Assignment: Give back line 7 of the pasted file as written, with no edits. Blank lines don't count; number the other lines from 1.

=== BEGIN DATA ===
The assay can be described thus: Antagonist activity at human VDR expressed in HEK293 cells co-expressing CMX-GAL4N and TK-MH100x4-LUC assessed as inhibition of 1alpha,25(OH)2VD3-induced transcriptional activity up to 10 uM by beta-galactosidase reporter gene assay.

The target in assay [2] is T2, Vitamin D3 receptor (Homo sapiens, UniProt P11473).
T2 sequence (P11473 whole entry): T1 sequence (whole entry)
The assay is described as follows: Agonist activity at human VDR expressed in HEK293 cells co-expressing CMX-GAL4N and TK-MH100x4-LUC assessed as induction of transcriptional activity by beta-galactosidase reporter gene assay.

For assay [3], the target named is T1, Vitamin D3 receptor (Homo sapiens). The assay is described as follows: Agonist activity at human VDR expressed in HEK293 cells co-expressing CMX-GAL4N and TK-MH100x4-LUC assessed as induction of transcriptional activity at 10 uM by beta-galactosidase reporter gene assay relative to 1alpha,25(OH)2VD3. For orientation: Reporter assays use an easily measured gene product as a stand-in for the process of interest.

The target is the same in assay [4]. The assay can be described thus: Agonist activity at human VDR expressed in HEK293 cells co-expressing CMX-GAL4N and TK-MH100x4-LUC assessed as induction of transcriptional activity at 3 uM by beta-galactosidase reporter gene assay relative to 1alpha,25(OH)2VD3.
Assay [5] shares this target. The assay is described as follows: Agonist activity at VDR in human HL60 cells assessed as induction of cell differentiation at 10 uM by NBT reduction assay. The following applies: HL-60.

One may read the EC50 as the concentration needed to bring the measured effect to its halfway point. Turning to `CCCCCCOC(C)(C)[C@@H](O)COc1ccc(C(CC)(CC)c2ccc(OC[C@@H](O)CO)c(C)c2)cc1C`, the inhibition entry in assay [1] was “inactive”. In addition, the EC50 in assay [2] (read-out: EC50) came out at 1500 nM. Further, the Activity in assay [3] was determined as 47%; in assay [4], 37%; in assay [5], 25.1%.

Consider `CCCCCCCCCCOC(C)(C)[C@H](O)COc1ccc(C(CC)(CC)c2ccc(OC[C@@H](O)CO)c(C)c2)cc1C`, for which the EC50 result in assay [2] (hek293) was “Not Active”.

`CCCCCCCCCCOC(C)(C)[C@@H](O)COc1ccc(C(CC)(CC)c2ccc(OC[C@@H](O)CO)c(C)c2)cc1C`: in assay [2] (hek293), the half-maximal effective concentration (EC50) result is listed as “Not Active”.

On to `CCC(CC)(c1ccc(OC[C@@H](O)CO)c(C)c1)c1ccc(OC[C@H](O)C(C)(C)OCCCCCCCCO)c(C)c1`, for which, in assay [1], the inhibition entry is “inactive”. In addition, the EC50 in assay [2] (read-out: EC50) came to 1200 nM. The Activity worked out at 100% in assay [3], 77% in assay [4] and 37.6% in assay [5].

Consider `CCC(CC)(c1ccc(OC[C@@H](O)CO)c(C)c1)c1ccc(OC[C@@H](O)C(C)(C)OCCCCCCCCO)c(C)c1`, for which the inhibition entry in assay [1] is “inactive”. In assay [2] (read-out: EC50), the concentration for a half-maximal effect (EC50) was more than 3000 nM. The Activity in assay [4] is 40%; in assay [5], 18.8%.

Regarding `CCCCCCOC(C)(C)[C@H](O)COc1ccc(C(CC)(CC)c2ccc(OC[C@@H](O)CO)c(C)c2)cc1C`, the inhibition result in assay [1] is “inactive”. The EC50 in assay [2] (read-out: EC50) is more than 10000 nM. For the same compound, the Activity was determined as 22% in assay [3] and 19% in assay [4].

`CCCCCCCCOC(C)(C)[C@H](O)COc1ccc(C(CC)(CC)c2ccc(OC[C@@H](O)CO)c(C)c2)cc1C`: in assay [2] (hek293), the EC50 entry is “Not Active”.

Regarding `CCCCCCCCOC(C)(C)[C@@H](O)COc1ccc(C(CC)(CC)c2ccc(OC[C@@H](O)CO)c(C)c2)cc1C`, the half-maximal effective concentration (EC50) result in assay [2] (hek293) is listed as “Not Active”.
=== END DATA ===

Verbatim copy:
Assay [5] shares this target. The assay is described as follows: Agonist activity at VDR in human HL60 cells assessed as induction of cell differentiation at 10 uM by NBT reduction assay. The following applies: HL-60.